‘I grew up looking at those peaks – I’ve been training on the glaciers below them since I was eleven years old,’ she continues. ‘I’m so excited to stand on top of them for the first time – it’s going to be an incredibly rewarding view.’

On the topic of the 100% Women Peak Challenge, Chemmy told us: ‘I’ve always gravitated towards strong and successful women. By inspiring and encouraging each other, rather than always competing against each other, we can go so far. And so it makes such a big difference when an organisation this big gets behind International Women’s Day, and especially coming from one of the world’s most influential countries – it’s such an incredible idea. Women, especially mothers, tend to put their lives on hold, or give up on some sports entirely due to the perception that they might be dangerous – or they simply don’t make time for themselves. I think that’s really sad. As a mother myself, I’m trying to work on this perception and inspire women to keep doing the mountain sports they love, especially after having children.’

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A roster of renowned alpinism athletes join Chemmy as ambassadors to the 100% Women Peak Challenge, including mountain guide Caroline George, professional mountaineer Caro North, and the first Saudi woman to climb Everest, Raha Moharrak. The women selected to champion the challenge are all positive role models for mountain sports, and aim to inspire more women to consider alpinism in Switzerland.

A highlight event is the My First 4,000m Peak – a five-day introduction to mountaineering on Breithorn from June 1st-5th 2021. Caro North, Mammut ambassador and professional mountaineer, will host the camp and introduce participants to the basics of mountaineering. And Mammut is an official partner of the challenge. Along with women-only mountain sports offers from the Mammut Alpine School, Mammut are offering rewards for all participants, consisting of a high-quality carabiner, a Peak Challenge T-shirt, and a voucher.


Incredibly, there are 48 peaks in Switzerland that tower over 4,000m, the highest of which is Dufourspitze (4,634m). But arguably the most famous is the iconic Matterhorn (4,478m). Considered the most difficult classic climb in the Alps, an ascent of the Matterhorn typically requires an overnight stay in the Hörnli Hut (3,260 m), or a bivouac, in order to make a pre-dawn start in the dark towards the summit, where guides are highly recommended to avoid losing the route. The Matterhorn requires climbing equipment and skill, and is not without risk.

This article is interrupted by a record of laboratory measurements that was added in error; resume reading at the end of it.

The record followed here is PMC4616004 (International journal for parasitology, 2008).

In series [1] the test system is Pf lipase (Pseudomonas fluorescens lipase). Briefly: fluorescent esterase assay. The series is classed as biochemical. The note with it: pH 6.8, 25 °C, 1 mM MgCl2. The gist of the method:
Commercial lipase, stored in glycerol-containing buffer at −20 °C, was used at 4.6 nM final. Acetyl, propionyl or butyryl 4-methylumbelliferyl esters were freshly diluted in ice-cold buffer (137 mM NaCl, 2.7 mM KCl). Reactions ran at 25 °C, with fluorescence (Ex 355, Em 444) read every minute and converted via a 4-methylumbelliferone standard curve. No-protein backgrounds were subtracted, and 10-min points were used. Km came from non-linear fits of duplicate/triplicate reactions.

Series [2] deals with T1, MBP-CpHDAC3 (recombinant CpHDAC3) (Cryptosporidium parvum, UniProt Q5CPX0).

Or you could attempt the Dufourspitze, the highest peak in Switzerland and second in all of Western Europe. It’s surprisingly less popular, although offers some of the most impressive views anywhere on the continent. An ascent from the Swiss side (the other flank is Italian) requires considerable stamina, and climbers will have to account for acclimatisation to the altitude – leaving from the Monte Rosa Hut at 2,883m, this long, single effort to the summit at 4,634m will be a true test of endurance and resilience.

Using both historic and modern female alpinism as the inspiration, the 100% Women Peak Challenge is focused on encouraging women to achieve their full potential. At the end of the challenge on September 8th, the website will be filled with images of all-female teams standing on the highest points of Switzerland. And probably no cumbersome flannel skirts in sight.

This year, Switzerland Tourism are supporting women-only events around the country, where participants will have opportunities to learn and develop their skills in female-led environments. From yoga with hiking, to 24-hour hikes, the offering aims to foster a sense of community and build positive momentum for participants.

For more information, visit
Follow Chemmy on Instagram @chemmyski // Written by Jenny Tough.

Produced in partnership with Switzerland Tourism
Instagram: @myswitzerland // #IneedSwitzerland #peakchallenge
Facebook: @MySwitzerlandUK